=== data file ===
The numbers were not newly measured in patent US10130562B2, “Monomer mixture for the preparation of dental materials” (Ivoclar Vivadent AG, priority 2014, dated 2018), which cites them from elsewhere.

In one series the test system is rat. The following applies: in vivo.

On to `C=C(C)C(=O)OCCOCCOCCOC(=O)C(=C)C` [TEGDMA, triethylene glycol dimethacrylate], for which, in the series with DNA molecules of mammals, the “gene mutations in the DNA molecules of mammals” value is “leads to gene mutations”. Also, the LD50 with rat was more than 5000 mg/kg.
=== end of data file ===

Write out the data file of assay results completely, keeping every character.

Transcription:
The numbers were not newly measured in patent US10130562B2, “Monomer mixture for the preparation of dental materials” (Ivoclar Vivadent AG, priority 2014, dated 2018), which cites them from elsewhere.

In one series the test system is rat. The following applies: in vivo.

On to `C=C(C)C(=O)OCCOCCOCCOC(=O)C(=C)C` [TEGDMA, triethylene glycol dimethacrylate], for which, in the series with DNA molecules of mammals, the “gene mutations in the DNA molecules of mammals” value is “leads to gene mutations”. Also, the LD50 with rat was more than 5000 mg/kg.